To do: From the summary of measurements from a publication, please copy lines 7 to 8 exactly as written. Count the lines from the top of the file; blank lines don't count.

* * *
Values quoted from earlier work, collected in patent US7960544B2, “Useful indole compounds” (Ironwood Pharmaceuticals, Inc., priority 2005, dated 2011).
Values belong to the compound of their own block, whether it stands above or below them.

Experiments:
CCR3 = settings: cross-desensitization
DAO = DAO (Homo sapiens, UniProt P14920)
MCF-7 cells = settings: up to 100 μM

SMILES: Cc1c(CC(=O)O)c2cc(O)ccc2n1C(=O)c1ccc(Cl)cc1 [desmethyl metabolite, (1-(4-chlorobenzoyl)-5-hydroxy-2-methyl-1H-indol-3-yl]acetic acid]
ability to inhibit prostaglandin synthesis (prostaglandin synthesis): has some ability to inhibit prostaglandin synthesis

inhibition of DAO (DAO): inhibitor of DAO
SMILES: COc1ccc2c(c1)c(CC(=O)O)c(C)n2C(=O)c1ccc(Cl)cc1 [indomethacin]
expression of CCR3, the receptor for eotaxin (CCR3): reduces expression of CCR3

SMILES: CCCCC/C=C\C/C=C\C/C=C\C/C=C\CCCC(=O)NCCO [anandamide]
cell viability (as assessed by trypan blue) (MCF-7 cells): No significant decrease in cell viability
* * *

SMILES: Cc1c(CC(=O)O)c2cc(O)ccc2n1C(=O)c1ccc(Cl)cc1 [desmethyl metabolite, (1-(4-chlorobenzoyl)-5-hydroxy-2-methyl-1H-indol-3-yl]acetic acid]
ability to inhibit prostaglandin synthesis (prostaglandin synthesis): has some ability to inhibit prostaglandin synthesis